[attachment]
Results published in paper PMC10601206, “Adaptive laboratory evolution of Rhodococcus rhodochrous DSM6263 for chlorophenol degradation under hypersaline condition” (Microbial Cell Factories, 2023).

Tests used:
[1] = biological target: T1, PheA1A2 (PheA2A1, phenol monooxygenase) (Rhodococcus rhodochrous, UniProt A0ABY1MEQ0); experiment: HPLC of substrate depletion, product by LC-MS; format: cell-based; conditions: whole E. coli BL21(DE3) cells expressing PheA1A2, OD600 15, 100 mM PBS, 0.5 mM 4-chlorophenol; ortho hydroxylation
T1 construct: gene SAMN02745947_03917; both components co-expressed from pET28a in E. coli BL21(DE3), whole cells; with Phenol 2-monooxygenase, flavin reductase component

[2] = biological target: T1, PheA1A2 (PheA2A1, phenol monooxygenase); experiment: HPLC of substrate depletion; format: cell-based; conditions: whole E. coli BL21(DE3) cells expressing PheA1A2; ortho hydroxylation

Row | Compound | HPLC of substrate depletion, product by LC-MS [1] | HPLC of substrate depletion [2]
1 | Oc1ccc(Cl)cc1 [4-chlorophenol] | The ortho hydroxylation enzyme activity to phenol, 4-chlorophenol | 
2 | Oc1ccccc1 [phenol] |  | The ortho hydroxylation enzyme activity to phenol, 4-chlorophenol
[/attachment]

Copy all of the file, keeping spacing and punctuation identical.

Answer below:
Results published in paper PMC10601206, “Adaptive laboratory evolution of Rhodococcus rhodochrous DSM6263 for chlorophenol degradation under hypersaline condition” (Microbial Cell Factories, 2023).

Tests used:
[1] = biological target: T1, PheA1A2 (PheA2A1, phenol monooxygenase) (Rhodococcus rhodochrous, UniProt A0ABY1MEQ0); experiment: HPLC of substrate depletion, product by LC-MS; format: cell-based; conditions: whole E. coli BL21(DE3) cells expressing PheA1A2, OD600 15, 100 mM PBS, 0.5 mM 4-chlorophenol; ortho hydroxylation
T1 construct: gene SAMN02745947_03917; both components co-expressed from pET28a in E. coli BL21(DE3), whole cells; with Phenol 2-monooxygenase, flavin reductase component

[2] = biological target: T1, PheA1A2 (PheA2A1, phenol monooxygenase); experiment: HPLC of substrate depletion; format: cell-based; conditions: whole E. coli BL21(DE3) cells expressing PheA1A2; ortho hydroxylation

Row | Compound | HPLC of substrate depletion, product by LC-MS [1] | HPLC of substrate depletion [2]
1 | Oc1ccc(Cl)cc1 [4-chlorophenol] | The ortho hydroxylation enzyme activity to phenol, 4-chlorophenol | 
2 | Oc1ccccc1 [phenol] |  | The ortho hydroxylation enzyme activity to phenol, 4-chlorophenol